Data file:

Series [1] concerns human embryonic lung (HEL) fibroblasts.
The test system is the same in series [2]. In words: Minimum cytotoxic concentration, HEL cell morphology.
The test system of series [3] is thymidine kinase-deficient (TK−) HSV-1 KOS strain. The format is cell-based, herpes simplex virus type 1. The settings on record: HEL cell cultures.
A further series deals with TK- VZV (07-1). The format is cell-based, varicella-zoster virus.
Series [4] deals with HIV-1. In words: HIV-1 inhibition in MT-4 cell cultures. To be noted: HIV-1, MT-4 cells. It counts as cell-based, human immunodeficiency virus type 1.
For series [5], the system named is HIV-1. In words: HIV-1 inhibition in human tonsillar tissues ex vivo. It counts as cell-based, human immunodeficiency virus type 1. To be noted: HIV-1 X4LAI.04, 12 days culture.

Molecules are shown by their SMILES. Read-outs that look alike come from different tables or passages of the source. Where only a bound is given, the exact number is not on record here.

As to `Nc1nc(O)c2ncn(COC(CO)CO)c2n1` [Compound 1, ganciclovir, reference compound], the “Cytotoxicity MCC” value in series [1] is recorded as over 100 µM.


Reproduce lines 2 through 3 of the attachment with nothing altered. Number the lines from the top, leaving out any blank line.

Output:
The test system is the same in series [2]. In words: Minimum cytotoxic concentration, HEL cell morphology.
The test system of series [3] is thymidine kinase-deficient (TK−) HSV-1 KOS strain. The format is cell-based, herpes simplex virus type 1. The settings on record: HEL cell cultures.